Transcript Title

Information Retrieval Lecture 7

Recap of the last lecture   Vector space scoring Efficiency considerations  Nearest neighbors and approximations

This lecture    Evaluating a search engine Benchmarks Precision and recall

Measures for a search engine    How fast does it index  Number of documents/hour  (Average document size) How fast does it search  Latency as a function of index size Expressiveness of query language  Speed on complex queries

Measures for a search engine    All of the preceding criteria are measurable: we can quantify speed/size; we can make expressiveness precise The key measure: user happiness  What is this?

  Speed of response/size of index are factors But blindingly fast, useless answers won’t make a user happy Need a way of quantifying user happiness

Measuring user happiness    Issue: who is the user we are trying to make happy?

 Depends on the setting Web engine: user finds what they want and return to the engine  Can measure rate of return users eCommerce site: user finds what they want and make a purchase   Is it the end-user, or the eCommerce site, whose happiness we measure?

Measure time to purchase, or fraction of searchers who become buyers?

Measuring user happiness  Enterprise (company/govt/academic): Care about “user productivity”  How much time do my users save when looking for information?

 Many other criteria having to do with breadth of access, secure access … more later

Happiness: elusive to measure     Commonest proxy: relevance of search results But how do you measure relevance?

Will detail a methodology here, then examine its issues Requires 3 elements: 1. A benchmark document collection 2. A benchmark suite of queries 3. A binary assessment of either Relevant or Irrelevant for each query-doc pair

Evaluating an IR system   Note: information need query is translated into a Relevance is assessed relative to the information need not the query

Standard relevance benchmarks     TREC - National Institute of Standards and Testing (NIST) has run large IR testbed for many years Reuters and other benchmark doc collections used “Retrieval tasks” specified  sometimes as queries Human experts mark, for each query and for each doc, Relevant or Irrelevant  or at least for subset of docs that some system returned for that query

Precision and Recall   Precision : fraction of retrieved docs that are relevant = P(relevant|retrieved) Recall : fraction of relevant docs that are retrieved = P(retrieved|relevant) Retrieved Relevant tp Not Retrieved fn Not Relevant fp tn   Precision P = tp/(tp + fp) Recall R = tp/(tp + fn)

Why not just use accuracy?

 How to build a 99.9999% accurate search engine on a low budget….

Search for:  People doing information retrieval want to find something and have a certain tolerance for junk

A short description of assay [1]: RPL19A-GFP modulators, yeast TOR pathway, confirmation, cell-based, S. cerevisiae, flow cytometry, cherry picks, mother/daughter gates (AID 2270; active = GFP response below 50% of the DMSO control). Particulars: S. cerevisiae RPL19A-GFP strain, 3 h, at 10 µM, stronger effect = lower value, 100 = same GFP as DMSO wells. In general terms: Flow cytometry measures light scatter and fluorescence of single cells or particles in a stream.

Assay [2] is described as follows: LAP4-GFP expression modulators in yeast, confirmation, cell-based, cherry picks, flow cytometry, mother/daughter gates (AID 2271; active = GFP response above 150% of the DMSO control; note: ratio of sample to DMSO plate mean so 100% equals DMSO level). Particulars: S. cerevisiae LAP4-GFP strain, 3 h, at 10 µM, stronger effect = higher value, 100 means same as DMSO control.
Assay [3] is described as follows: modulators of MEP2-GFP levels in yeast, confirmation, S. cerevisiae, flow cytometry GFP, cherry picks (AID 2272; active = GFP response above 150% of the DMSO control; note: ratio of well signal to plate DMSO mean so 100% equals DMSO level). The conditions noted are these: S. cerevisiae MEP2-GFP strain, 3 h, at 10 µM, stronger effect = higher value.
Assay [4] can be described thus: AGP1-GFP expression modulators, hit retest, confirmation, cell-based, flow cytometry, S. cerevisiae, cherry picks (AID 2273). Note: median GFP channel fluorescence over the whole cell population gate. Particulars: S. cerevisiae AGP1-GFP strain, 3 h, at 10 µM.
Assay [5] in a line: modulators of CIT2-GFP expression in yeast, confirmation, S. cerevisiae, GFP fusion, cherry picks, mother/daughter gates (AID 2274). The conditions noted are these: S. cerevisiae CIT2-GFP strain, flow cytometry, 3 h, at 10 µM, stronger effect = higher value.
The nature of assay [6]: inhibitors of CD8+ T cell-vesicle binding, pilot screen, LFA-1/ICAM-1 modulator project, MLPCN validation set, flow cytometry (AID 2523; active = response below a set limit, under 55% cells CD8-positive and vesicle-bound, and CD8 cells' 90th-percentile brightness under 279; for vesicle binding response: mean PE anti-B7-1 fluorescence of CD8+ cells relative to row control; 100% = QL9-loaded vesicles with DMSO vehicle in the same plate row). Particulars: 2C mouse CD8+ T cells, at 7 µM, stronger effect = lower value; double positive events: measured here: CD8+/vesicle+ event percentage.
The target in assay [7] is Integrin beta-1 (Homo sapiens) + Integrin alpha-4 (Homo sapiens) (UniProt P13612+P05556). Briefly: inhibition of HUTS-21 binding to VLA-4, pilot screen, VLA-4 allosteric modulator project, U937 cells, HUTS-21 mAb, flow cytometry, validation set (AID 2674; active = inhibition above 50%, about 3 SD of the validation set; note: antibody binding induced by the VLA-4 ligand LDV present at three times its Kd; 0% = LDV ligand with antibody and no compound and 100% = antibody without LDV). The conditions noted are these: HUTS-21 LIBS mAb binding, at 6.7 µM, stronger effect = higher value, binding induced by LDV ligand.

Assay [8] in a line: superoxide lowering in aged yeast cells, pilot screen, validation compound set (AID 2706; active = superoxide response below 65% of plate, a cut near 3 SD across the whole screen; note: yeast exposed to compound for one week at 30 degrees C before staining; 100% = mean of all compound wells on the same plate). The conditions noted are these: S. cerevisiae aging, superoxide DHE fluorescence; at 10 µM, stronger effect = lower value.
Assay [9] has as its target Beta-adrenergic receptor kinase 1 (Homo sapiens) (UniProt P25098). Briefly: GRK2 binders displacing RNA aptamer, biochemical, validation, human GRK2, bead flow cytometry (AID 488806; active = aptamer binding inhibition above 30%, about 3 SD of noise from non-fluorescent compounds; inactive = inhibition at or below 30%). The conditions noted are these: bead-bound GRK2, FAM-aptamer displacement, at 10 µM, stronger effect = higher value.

Precision/Recall   Can get high recall (but low precision) by retrieving all docs for all queries!

Recall is a non-decreasing function of the number of docs retrieved  Precision usually decreases (in a good system)

Difficulties in using precision/recall     Should average over large corpus/query ensembles Need human relevance assessments  People aren’t reliable assessors Assessments have to be binary  Nuanced assessments?

Heavily skewed by corpus/authorship  Results may not translate from one domain to another

A combined measure: F  Combined measure that assesses this tradeoff is F measure (weighted harmonic mean):  


  1  1 ( 1   ) 1  (   2 2 


1 ) 


People usually use balanced F 1 measure  i.e., with  = 1 or  = ½ Harmonic mean is conservative average  See CJ van Rijsbergen, Information Retrieval

F 1 and other averages

Combined M easures

100 80 60 40 20 0 0 20 40 60 80

Precision (Recall fixed at 70%)

100 Minimum Maximum Arithmetic Geometric Harmonic

Ranked results  Evaluation of ranked results:   You can return any number of results ordered by similarity By taking various numbers of documents (levels of recall), you can produce a precision-

recall curve

Precision-recall curves

Interpolated precision  If you can increase precision by increasing recall, then you should get to count that…

Evaluation  There are various other measures   Precision at fixed recall  Perhaps most appropriate for web search: all people want are good matches on the first one or two results pages 11-point interpolated average precision  The standard measure in the TREC competitions: you take the precision at 11 levels of recall varying from 0 to 1 by tenths of the documents, using interpolation (the value for 0 is always interpolated!) , and average them